The Key Differences Between Medicaid and Medicare
Both Medicare and Medicaid play important roles in covering healthcare costs, however each program has several key differences you may not fully understand. Each program’s goal is to provide healthcare for those who qualify, and it’s important to understand what exactly you or your loved ones do qualify for.
The main key differences between Medicaid and Medicare involve the target populations, who administers the program, the services covered, and who’s eligible for the program. Below we will further explain the differences:
- Target Groups:
The primary difference is who’s eligible for each program. Medicare applies to anyone with a qualifying work history who is at least 65 years old, or certain younger people with specific disabilities or end-stage renal disease. Your income and financial assets are irrelevant. As long as you or your spouse has worked for 10 years in which paid Medicare taxes, you will generally qualify.
Medicare is designed to cover only a portion of your healthcare costs; therefore those who have financial challenges can occasionally be covered under both Medicare and Medicaid. In this case, you would be considered “dual-eligible” and can then fill in gaps that Medicare won’t cover.
- Medicare is entirely federal, Medicaid has a state component:
Another big difference in these two programs is who it’s administered by. States govern a lot of what Medicaid covers, while the federal government runs Medicare. Because Medicaid varies by state, eligibility and types of services can be substantially different based on your location. It’s technically a joint federal and state program due to funding by the federal government, however the states add optional benefits that vary like previously stated. This is why it’s so important to look into what your state has to offer if you’re eligible for Medicaid. Our SFG Benefit Specialists are happy to help inform you.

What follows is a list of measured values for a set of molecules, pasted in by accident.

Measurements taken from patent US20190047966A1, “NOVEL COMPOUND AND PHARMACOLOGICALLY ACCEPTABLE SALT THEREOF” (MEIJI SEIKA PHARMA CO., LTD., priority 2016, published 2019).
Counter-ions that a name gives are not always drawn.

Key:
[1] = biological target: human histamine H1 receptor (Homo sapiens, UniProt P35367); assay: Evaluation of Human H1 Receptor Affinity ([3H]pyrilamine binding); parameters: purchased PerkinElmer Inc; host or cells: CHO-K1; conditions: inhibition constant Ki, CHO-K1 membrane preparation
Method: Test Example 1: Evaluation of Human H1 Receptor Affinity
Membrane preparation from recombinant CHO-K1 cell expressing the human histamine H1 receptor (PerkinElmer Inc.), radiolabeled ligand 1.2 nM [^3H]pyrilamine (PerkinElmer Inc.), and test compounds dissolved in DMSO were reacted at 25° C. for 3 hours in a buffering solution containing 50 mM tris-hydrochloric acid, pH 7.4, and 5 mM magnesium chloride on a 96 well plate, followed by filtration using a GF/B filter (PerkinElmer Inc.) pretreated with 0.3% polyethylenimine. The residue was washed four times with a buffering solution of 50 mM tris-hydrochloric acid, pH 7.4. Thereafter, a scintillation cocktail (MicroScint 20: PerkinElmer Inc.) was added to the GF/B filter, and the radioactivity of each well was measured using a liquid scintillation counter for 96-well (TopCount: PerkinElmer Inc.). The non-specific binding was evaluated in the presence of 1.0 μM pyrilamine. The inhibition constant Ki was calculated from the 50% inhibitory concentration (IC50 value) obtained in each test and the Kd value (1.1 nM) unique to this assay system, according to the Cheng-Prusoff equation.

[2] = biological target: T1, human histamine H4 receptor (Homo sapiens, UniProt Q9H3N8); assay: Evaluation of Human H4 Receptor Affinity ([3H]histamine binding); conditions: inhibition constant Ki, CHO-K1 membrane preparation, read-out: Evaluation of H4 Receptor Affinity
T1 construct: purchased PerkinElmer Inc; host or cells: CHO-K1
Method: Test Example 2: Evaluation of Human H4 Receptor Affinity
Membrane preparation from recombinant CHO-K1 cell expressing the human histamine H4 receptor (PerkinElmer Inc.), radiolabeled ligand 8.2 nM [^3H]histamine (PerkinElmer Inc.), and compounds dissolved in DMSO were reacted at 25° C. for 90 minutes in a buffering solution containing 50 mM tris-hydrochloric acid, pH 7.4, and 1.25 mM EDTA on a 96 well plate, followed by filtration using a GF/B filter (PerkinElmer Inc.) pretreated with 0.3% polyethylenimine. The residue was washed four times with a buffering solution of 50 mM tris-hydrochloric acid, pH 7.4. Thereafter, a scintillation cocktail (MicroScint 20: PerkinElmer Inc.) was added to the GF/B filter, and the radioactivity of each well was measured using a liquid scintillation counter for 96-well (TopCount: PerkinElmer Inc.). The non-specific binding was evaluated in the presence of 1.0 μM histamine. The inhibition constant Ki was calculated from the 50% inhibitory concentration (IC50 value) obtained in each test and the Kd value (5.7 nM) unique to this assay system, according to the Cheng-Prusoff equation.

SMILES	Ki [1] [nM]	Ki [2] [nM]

- Medicaid covers some services that Medicare typically doesn’t:
Both programs cover different types of healthcare costs such as doctor visits, prescription drugs and medications, and hospital stays. Medicare is divided into Part A (hospital), Part B (doctor), and Part D (prescription drugs). Medicaid, on the other hand, covers all of those areas in a single program; much like the consolidated approach that Part C Medicare Advantage plans use.
The most important difference is the extent of coverage Medicaid offers in comparison to a Medicare Advantage plan, especially in the area of long-term healthcare services and support. Medicaid has the ability to help cover the cost of nursing homes, assisted living facilities, and other long-term care alternatives as long as they’re considered medically necessary; whereas Medicare provides limited coverage with most benefits confined to skilled nursing facilities for shorter periods of time.
Understanding the differences between Medicare and Medicaid can point you in the right direction to getting the healthcare benefits you need and deserve. If you have any questions about the differences between Medicare and Medicaid, please contact our Senior Financial Group Benefit Specialists at (865) 777-0153.